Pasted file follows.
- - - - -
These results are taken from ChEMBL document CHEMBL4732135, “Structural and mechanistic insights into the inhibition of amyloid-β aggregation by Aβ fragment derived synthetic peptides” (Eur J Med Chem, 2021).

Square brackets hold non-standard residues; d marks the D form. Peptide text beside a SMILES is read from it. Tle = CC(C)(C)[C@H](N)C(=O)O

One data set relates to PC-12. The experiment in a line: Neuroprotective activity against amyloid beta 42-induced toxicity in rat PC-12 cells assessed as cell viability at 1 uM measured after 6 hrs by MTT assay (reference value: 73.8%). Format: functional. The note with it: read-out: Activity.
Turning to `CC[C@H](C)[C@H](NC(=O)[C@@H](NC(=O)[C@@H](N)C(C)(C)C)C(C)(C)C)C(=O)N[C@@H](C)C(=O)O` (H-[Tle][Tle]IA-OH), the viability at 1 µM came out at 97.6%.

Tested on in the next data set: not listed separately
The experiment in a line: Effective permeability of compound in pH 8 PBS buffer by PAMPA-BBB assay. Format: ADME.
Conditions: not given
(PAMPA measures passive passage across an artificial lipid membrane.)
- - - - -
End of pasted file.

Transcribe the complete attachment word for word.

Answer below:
These results are taken from ChEMBL document CHEMBL4732135, “Structural and mechanistic insights into the inhibition of amyloid-β aggregation by Aβ fragment derived synthetic peptides” (Eur J Med Chem, 2021).

Square brackets hold non-standard residues; d marks the D form. Peptide text beside a SMILES is read from it. Tle = CC(C)(C)[C@H](N)C(=O)O

One data set relates to PC-12. The experiment in a line: Neuroprotective activity against amyloid beta 42-induced toxicity in rat PC-12 cells assessed as cell viability at 1 uM measured after 6 hrs by MTT assay (reference value: 73.8%). Format: functional. The note with it: read-out: Activity.
Turning to `CC[C@H](C)[C@H](NC(=O)[C@@H](NC(=O)[C@@H](N)C(C)(C)C)C(C)(C)C)C(=O)N[C@@H](C)C(=O)O` (H-[Tle][Tle]IA-OH), the viability at 1 µM came out at 97.6%.

Tested on in the next data set: not listed separately
The experiment in a line: Effective permeability of compound in pH 8 PBS buffer by PAMPA-BBB assay. Format: ADME.
Conditions: not given
(PAMPA measures passive passage across an artificial lipid membrane.)